The bill is an expansion of the Student Loan Servicers Act in Colorado and would significantly modify student loan collections for licensed servicers in the state. Editor’s note: This article is available for members only.
Colorado State Sens. Faith Winter and Julie Gonzales are sponsoring a bill in the 2021 Legislative Session that would create requirements for student loan servicers and collection agencies working on private student loans.
According to the bill text, the Colorado Student Loan Equity Act would expand the existing Colorado Student Loan Servicers Act, which applies only to persons who service student loans, by adding a section covering private lenders, creditors and collection agencies in connection with those student education loans that are not made, insured or guaranteed under federal law and that are used for postsecondary education.
ACA International continues to seek member input on the bill and is looking to identify members that have creditor clients working in the private student loan space in Colorado. Contact Andrew Madden, ACA’s vice president of state unit and government affairs, at [email protected] for more information and to share your input.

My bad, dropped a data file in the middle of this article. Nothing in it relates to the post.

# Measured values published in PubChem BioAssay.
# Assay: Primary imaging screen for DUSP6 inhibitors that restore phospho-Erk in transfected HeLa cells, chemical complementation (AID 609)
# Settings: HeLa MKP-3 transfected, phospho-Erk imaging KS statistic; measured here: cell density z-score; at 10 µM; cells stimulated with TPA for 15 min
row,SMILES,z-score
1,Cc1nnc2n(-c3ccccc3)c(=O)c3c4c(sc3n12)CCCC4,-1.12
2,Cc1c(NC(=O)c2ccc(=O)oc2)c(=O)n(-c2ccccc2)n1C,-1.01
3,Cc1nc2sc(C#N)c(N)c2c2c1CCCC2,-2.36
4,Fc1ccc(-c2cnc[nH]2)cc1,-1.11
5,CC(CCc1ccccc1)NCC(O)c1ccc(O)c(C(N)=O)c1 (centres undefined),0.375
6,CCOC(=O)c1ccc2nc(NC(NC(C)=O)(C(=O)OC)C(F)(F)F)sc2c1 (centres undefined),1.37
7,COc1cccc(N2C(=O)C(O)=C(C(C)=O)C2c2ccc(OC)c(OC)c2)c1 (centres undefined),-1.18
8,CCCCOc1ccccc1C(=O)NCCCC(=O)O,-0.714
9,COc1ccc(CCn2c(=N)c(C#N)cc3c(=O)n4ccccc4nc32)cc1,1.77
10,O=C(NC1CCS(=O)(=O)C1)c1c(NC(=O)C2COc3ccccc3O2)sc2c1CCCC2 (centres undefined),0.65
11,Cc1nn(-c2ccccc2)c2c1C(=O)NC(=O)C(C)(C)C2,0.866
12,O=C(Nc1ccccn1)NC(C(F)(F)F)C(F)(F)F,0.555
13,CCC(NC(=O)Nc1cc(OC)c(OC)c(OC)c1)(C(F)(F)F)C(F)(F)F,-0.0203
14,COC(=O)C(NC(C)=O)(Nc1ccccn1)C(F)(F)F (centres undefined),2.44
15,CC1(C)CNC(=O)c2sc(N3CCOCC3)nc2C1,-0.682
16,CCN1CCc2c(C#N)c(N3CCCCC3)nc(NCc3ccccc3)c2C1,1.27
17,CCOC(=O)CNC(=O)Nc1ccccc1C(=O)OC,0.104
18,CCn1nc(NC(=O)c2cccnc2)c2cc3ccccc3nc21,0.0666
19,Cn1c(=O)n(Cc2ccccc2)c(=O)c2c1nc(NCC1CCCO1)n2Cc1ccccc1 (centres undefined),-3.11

The bill would also:
- Require lenders to grant a release to cosigners if certain conditions are met, including 12 months of consecutive, on-time payments, and to ensure that cosigners have access to all documentation and records related to the loan they have cosigned;
- Expand disability discharge requirements so that a borrower or cosigner may be released from repayment obligations if permanently disabled;
- Prohibit “robo-signing” of documents used in collection lawsuits and require specific evidence of loan origination and chain of ownership of the debt before a loan creditor or collection agency may commence legal proceedings;
- Prohibit auto-defaults, in which a loan is declared immediately due and payable upon the death or bankruptcy of a cosigner even when there has been no default in payments; and
- Provide legal recourse for borrowers who are harmed by predatory acts and practices of a lender, creditor or collection agency. A violation of the new part of the bill is defined as a deceptive trade practice under the
“Colorado Consumer Protection Act.”
ACA continues to monitor about 350 state bills that would impact the accounts receivable management (ARM) industry if enacted, and members can hear updates on state and federal legislation on the weekly ACA Huddle sponsored by Connect International, Solutions by Text and Pay N Seconds.
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